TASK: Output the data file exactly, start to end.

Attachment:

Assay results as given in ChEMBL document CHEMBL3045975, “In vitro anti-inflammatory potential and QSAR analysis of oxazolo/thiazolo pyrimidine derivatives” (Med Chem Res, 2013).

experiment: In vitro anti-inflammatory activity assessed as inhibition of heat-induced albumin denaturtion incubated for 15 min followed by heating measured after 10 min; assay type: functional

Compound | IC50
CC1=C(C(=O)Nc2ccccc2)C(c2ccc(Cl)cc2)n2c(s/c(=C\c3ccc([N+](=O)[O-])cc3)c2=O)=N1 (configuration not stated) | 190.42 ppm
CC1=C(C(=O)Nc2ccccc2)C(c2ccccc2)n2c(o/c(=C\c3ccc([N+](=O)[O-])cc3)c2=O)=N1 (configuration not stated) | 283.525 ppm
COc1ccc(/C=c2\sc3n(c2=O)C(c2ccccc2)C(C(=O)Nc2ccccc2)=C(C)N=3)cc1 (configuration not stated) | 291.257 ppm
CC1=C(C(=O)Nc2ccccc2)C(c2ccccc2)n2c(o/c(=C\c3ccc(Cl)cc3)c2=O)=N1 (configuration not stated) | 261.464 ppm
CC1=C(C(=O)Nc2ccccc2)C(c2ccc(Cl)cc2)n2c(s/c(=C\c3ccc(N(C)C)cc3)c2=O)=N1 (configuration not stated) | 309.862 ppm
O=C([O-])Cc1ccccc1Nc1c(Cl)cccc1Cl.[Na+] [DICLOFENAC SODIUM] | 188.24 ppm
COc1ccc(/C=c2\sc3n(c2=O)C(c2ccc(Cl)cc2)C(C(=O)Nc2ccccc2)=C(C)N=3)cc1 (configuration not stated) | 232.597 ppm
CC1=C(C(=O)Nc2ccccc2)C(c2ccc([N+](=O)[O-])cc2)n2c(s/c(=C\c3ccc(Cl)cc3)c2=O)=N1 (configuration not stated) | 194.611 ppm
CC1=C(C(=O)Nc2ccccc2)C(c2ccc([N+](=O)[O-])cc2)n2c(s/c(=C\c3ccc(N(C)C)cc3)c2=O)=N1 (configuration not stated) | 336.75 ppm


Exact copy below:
Assay results as given in ChEMBL document CHEMBL3045975, “In vitro anti-inflammatory potential and QSAR analysis of oxazolo/thiazolo pyrimidine derivatives” (Med Chem Res, 2013).

experiment: In vitro anti-inflammatory activity assessed as inhibition of heat-induced albumin denaturtion incubated for 15 min followed by heating measured after 10 min; assay type: functional

Compound | IC50
CC1=C(C(=O)Nc2ccccc2)C(c2ccc(Cl)cc2)n2c(s/c(=C\c3ccc([N+](=O)[O-])cc3)c2=O)=N1 (configuration not stated) | 190.42 ppm
CC1=C(C(=O)Nc2ccccc2)C(c2ccccc2)n2c(o/c(=C\c3ccc([N+](=O)[O-])cc3)c2=O)=N1 (configuration not stated) | 283.525 ppm
COc1ccc(/C=c2\sc3n(c2=O)C(c2ccccc2)C(C(=O)Nc2ccccc2)=C(C)N=3)cc1 (configuration not stated) | 291.257 ppm
CC1=C(C(=O)Nc2ccccc2)C(c2ccccc2)n2c(o/c(=C\c3ccc(Cl)cc3)c2=O)=N1 (configuration not stated) | 261.464 ppm
CC1=C(C(=O)Nc2ccccc2)C(c2ccc(Cl)cc2)n2c(s/c(=C\c3ccc(N(C)C)cc3)c2=O)=N1 (configuration not stated) | 309.862 ppm
O=C([O-])Cc1ccccc1Nc1c(Cl)cccc1Cl.[Na+] [DICLOFENAC SODIUM] | 188.24 ppm
COc1ccc(/C=c2\sc3n(c2=O)C(c2ccc(Cl)cc2)C(C(=O)Nc2ccccc2)=C(C)N=3)cc1 (configuration not stated) | 232.597 ppm
CC1=C(C(=O)Nc2ccccc2)C(c2ccc([N+](=O)[O-])cc2)n2c(s/c(=C\c3ccc(Cl)cc3)c2=O)=N1 (configuration not stated) | 194.611 ppm
CC1=C(C(=O)Nc2ccccc2)C(c2ccc([N+](=O)[O-])cc2)n2c(s/c(=C\c3ccc(N(C)C)cc3)c2=O)=N1 (configuration not stated) | 336.75 ppm